• Keep data stored on a digital video recorder or in remote cloud storage. Storage on a digital video recorder is a best practice preferable to cloud storage as it cannot have its signal jammed or hijacked.
  • Save data for at least 30 days.
  • After finding specific footage, save it to an alternative source like a thumb drive or external hard drive.

4. Store Data in a Secure Location

Business video surveillance footage may potentially contain sensitive information about your business and/or customers. All efforts should be made to secure access to the system. Login information (including usernames and passwords) should only be provided to trusted managers who have been properly vetted.  Written incident logs should also be created and kept near the business video surveillance system. The written log will allow any employee to record the exact time and date of an incident, in case the individual with access to the surveillance system is not on-site. Documenting the exact time of an incident can reduce the amount of resources spent attempting to locate necessary footage.

5. Never Delete Unfavorable Footage from Your Device

If there is an unfavorable incident captured on your business video surveillance system under no circumstances should the file be deleted or removed from your device. There are varying laws that work against business owners’ for discarding unfavorable surveillance. While it may seem counterproductive to save surveillance showing negligence or unfavorable facts, a claim for spoliation (destroying evidence) can create more problems than the original claim.

How to Choose the Best Business Video Surveillance System

Every business video surveillance system operates differently and saving footage will depend on your specific system. Your first inclination may be to select the longest available option for saving footage, but this may corrupt the quality of the video feed. Finding the right storage size can be a balancing act.  Remember, the best practice for saving video is to record at least 30 days’ worth of footage. This may seem like a long time, but not every incident will be brought to your attention at the exact moment it occurs. The longer you can go back in time to review footage, the less you will be reliant on verbal evidence (which tends to get more unreliable as time goes on).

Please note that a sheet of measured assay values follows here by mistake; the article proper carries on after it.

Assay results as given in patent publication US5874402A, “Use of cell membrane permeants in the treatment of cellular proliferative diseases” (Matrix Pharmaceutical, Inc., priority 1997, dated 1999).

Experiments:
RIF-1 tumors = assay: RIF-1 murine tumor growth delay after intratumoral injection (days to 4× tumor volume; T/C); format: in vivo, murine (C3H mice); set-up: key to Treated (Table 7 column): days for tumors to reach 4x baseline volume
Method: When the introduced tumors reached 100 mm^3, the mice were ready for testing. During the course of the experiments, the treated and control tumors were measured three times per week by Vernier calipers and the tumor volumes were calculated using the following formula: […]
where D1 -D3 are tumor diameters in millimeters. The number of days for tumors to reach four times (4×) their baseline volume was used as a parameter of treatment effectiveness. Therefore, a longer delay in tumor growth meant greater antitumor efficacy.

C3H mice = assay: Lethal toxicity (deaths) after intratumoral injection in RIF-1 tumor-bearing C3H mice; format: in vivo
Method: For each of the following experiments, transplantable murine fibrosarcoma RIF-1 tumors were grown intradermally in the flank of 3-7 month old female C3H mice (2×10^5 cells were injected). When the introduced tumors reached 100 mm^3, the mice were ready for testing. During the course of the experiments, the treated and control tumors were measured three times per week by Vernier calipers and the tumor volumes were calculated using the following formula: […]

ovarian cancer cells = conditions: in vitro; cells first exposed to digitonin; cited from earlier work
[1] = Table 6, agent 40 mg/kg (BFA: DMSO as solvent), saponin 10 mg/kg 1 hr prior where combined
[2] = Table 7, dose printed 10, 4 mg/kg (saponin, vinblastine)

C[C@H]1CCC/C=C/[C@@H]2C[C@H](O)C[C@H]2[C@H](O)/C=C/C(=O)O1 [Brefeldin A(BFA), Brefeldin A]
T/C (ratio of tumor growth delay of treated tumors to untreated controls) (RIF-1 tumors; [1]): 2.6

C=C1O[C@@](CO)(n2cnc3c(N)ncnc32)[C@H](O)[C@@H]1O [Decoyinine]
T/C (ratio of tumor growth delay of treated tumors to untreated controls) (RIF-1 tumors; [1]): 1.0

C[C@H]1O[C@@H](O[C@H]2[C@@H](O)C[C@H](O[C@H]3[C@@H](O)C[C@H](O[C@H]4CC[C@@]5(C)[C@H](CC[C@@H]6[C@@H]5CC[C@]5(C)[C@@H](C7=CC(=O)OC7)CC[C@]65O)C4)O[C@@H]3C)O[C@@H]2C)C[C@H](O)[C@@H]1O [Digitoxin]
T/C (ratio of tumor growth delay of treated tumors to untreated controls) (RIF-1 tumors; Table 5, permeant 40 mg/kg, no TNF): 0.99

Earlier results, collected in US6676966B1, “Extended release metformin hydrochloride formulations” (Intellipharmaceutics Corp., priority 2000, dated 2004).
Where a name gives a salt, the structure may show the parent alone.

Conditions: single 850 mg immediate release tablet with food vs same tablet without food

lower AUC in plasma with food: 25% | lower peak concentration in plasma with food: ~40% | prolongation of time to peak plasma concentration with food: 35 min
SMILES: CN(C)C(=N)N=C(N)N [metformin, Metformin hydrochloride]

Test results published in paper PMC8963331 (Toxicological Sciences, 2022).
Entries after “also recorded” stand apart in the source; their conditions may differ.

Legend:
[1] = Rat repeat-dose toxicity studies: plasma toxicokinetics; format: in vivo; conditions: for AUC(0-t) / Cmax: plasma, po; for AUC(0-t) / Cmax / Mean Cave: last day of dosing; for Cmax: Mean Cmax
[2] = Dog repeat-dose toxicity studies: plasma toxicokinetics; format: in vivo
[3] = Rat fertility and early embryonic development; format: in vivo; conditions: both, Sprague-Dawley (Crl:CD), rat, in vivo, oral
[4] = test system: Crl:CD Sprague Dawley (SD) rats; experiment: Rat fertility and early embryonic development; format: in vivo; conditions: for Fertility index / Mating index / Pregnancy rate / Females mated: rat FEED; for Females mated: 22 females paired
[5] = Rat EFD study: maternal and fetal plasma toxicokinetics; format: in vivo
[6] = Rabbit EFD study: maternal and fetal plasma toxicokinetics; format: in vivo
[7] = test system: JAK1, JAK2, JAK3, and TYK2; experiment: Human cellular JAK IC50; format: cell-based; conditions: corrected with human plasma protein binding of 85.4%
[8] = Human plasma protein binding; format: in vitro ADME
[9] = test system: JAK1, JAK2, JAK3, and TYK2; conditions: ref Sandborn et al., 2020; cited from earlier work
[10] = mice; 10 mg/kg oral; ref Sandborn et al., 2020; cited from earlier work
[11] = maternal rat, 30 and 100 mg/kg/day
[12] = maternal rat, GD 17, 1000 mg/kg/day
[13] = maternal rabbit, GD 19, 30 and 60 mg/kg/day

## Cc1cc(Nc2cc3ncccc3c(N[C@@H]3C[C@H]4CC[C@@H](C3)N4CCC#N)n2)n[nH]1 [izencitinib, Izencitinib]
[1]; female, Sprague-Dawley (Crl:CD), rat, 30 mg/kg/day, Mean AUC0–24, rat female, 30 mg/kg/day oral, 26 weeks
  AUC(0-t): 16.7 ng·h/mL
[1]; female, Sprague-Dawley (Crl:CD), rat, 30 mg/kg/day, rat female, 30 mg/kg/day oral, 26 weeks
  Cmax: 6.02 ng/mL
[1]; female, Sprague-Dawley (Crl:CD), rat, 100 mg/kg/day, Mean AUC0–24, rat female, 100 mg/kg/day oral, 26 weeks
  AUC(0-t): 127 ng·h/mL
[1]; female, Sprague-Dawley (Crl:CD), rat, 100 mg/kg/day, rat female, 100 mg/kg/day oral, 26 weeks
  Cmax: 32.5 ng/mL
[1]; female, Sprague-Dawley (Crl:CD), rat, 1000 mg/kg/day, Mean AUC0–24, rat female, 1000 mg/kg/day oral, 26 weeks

After locating the specific footage, it’s important to save the video to a back-up source, so be sure to select a business video surveillance system that is easy for you to save externally. Since each system is so different, you’ll want to refer to the operating manual to determine how to save the video footage.

Video surveillance is an efficient way to protect your business around the clock while providing you with greater peace of mind! If you found this helpful consider reading, “5 Reasons Your Business Needs Video Surveillance.” Additional resources can be found in our Risk Control Library.

Author

Jarrett obtained his B.A. degree in Criminal Justice from Illinois State University. He began his career at Society Insurance in 2008 in the Property, Auto, and Liability Claims department. While there, he earned his AIC and AIS and has spent the past three years in Risk Control.